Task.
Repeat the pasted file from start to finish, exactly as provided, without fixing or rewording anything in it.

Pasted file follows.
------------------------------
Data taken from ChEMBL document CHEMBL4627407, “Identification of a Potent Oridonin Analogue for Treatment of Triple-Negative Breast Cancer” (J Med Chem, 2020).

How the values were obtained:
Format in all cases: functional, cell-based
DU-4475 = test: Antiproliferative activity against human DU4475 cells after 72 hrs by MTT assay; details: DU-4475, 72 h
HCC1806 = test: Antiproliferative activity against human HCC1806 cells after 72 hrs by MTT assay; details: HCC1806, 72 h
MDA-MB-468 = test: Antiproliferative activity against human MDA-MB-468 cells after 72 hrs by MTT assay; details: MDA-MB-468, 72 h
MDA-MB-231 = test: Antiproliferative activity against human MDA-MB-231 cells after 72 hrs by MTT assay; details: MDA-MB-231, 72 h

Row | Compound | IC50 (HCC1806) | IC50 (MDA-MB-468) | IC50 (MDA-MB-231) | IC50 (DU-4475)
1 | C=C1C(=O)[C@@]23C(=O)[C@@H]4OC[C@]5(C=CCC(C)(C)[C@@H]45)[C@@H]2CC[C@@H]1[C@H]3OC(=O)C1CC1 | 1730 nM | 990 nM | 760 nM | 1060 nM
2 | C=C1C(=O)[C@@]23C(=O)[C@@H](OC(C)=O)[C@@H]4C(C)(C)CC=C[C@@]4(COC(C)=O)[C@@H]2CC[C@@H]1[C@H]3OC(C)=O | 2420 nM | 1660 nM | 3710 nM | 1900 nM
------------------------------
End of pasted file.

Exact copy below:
Data taken from ChEMBL document CHEMBL4627407, “Identification of a Potent Oridonin Analogue for Treatment of Triple-Negative Breast Cancer” (J Med Chem, 2020).

How the values were obtained:
Format in all cases: functional, cell-based
DU-4475 = test: Antiproliferative activity against human DU4475 cells after 72 hrs by MTT assay; details: DU-4475, 72 h
HCC1806 = test: Antiproliferative activity against human HCC1806 cells after 72 hrs by MTT assay; details: HCC1806, 72 h
MDA-MB-468 = test: Antiproliferative activity against human MDA-MB-468 cells after 72 hrs by MTT assay; details: MDA-MB-468, 72 h
MDA-MB-231 = test: Antiproliferative activity against human MDA-MB-231 cells after 72 hrs by MTT assay; details: MDA-MB-231, 72 h

Row | Compound | IC50 (HCC1806) | IC50 (MDA-MB-468) | IC50 (MDA-MB-231) | IC50 (DU-4475)
1 | C=C1C(=O)[C@@]23C(=O)[C@@H]4OC[C@]5(C=CCC(C)(C)[C@@H]45)[C@@H]2CC[C@@H]1[C@H]3OC(=O)C1CC1 | 1730 nM | 990 nM | 760 nM | 1060 nM
2 | C=C1C(=O)[C@@]23C(=O)[C@@H](OC(C)=O)[C@@H]4C(C)(C)CC=C[C@@]4(COC(C)=O)[C@@H]2CC[C@@H]1[C@H]3OC(C)=O | 2420 nM | 1660 nM | 3710 nM | 1900 nM